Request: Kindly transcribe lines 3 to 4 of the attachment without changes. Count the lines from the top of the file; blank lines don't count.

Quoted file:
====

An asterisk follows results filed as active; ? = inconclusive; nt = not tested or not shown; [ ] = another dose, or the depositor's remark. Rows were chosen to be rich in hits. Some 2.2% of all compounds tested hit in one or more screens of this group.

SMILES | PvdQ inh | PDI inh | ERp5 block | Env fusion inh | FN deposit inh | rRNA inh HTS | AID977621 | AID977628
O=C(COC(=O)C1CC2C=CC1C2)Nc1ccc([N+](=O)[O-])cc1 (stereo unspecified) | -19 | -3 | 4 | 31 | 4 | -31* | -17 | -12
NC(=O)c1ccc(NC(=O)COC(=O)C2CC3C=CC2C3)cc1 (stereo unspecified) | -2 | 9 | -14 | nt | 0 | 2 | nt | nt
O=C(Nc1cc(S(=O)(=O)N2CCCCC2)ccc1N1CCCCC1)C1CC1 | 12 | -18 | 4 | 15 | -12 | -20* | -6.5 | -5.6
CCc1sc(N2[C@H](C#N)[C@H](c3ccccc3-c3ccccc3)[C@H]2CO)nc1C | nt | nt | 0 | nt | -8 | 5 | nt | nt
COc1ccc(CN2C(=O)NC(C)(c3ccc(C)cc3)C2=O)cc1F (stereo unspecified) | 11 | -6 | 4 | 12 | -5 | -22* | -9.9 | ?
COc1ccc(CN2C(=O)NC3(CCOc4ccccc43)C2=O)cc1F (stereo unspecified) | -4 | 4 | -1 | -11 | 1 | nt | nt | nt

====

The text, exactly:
O=C(COC(=O)C1CC2C=CC1C2)Nc1ccc([N+](=O)[O-])cc1 (stereo unspecified) | -19 | -3 | 4 | 31 | 4 | -31* | -17 | -12
NC(=O)c1ccc(NC(=O)COC(=O)C2CC3C=CC2C3)cc1 (stereo unspecified) | -2 | 9 | -14 | nt | 0 | 2 | nt | nt